Maybe They Should Call It Knockoff.com
from the everyone-makes-mistakes dept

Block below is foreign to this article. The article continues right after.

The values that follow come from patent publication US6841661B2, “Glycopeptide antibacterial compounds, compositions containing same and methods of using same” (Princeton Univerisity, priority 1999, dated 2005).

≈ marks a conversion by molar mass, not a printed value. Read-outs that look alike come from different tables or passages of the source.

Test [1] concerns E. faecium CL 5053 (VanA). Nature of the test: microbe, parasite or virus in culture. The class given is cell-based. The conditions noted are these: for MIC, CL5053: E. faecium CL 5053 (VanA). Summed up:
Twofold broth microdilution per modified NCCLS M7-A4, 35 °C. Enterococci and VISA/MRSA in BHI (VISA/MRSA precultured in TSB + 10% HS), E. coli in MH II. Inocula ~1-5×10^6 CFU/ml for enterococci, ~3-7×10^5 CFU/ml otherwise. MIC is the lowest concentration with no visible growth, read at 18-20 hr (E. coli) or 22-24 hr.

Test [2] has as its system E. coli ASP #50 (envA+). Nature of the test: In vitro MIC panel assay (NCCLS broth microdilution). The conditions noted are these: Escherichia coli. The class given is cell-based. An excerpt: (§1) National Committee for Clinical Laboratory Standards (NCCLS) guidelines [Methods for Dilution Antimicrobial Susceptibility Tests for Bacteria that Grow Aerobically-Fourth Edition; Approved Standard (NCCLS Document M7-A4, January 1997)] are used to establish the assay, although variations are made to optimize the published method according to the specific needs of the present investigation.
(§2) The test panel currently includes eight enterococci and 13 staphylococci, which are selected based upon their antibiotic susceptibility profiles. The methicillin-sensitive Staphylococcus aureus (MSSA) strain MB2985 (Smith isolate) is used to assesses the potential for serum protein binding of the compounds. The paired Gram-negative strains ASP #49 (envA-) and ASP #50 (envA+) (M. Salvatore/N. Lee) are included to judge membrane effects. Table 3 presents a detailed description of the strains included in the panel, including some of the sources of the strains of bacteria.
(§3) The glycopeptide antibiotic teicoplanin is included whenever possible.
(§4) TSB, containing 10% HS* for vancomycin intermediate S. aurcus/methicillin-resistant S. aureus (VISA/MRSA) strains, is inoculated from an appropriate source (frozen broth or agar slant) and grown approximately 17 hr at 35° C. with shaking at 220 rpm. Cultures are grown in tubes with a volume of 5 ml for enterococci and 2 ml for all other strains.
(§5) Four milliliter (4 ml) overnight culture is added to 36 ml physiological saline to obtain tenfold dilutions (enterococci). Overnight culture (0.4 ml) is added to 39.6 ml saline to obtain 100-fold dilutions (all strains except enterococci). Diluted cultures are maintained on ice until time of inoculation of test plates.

One of the suits I own (yes, I own some suits) is a Brooks Brothers suit with the label cut out – which I bought via an online site that sold overstocked items. I only knew it was from Brooks Brothers because a friend at the company selling it told me that the company had bought the suits directly from Brooks Brothers. While selling overstocked or out-of-date items online is becoming increasingly popular, sometimes the companies selling these products are discovering problems when they find out the products are really knockoffs instead of overstocks. Overstock.com has now run into that problem with a set of (what they claimed were) Tiffany necklaces, that many shoppers are complaining about. Tiffany’s claims they’re knockoffs, and are planning on suing Overstock. Overstock stands by the offering, claiming that they have an invoice that clearly shows they’re from Tiffany’s (Tiffany’s claims the invoice is faked). It does bring up an issue about selling these sorts of goods online. In the case of my suit, the site only claimed that the suits were from a “top name” brand and had the labels cut out, to avoid this sort of mess. However, in cases where the brand names are being used on such “gray market” items, many of the original companies are getting frustrated with companies selling knockoffs under their brand names.